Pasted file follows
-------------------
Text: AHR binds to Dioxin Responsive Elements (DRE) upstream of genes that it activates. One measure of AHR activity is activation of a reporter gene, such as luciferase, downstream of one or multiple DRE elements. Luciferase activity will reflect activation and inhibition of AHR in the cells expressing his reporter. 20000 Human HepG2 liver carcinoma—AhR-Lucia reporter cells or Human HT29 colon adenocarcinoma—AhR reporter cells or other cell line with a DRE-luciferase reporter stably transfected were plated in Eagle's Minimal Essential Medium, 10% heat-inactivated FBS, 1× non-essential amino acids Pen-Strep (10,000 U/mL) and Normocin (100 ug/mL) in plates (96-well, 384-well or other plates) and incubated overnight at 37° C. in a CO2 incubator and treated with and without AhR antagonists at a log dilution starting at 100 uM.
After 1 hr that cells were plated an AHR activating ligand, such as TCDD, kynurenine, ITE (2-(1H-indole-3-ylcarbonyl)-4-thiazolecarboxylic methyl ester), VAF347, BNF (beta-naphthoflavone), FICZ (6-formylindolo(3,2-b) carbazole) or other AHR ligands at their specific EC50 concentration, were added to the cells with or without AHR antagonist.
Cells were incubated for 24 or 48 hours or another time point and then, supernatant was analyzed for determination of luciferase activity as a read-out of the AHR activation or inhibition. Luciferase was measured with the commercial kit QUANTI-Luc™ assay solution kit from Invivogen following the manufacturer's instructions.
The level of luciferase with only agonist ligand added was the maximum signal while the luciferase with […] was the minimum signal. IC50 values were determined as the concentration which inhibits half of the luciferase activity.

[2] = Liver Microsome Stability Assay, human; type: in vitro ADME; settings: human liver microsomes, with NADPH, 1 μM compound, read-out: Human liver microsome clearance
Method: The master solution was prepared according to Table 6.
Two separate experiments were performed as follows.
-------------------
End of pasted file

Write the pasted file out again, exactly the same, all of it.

Text: AHR binds to Dioxin Responsive Elements (DRE) upstream of genes that it activates. One measure of AHR activity is activation of a reporter gene, such as luciferase, downstream of one or multiple DRE elements. Luciferase activity will reflect activation and inhibition of AHR in the cells expressing his reporter. 20000 Human HepG2 liver carcinoma—AhR-Lucia reporter cells or Human HT29 colon adenocarcinoma—AhR reporter cells or other cell line with a DRE-luciferase reporter stably transfected were plated in Eagle's Minimal Essential Medium, 10% heat-inactivated FBS, 1× non-essential amino acids Pen-Strep (10,000 U/mL) and Normocin (100 ug/mL) in plates (96-well, 384-well or other plates) and incubated overnight at 37° C. in a CO2 incubator and treated with and without AhR antagonists at a log dilution starting at 100 uM.
After 1 hr that cells were plated an AHR activating ligand, such as TCDD, kynurenine, ITE (2-(1H-indole-3-ylcarbonyl)-4-thiazolecarboxylic methyl ester), VAF347, BNF (beta-naphthoflavone), FICZ (6-formylindolo(3,2-b) carbazole) or other AHR ligands at their specific EC50 concentration, were added to the cells with or without AHR antagonist.
Cells were incubated for 24 or 48 hours or another time point and then, supernatant was analyzed for determination of luciferase activity as a read-out of the AHR activation or inhibition. Luciferase was measured with the commercial kit QUANTI-Luc™ assay solution kit from Invivogen following the manufacturer's instructions.
The level of luciferase with only agonist ligand added was the maximum signal while the luciferase with […] was the minimum signal. IC50 values were determined as the concentration which inhibits half of the luciferase activity.

[2] = Liver Microsome Stability Assay, human; type: in vitro ADME; settings: human liver microsomes, with NADPH, 1 μM compound, read-out: Human liver microsome clearance
Method: The master solution was prepared according to Table 6.
Two separate experiments were performed as follows.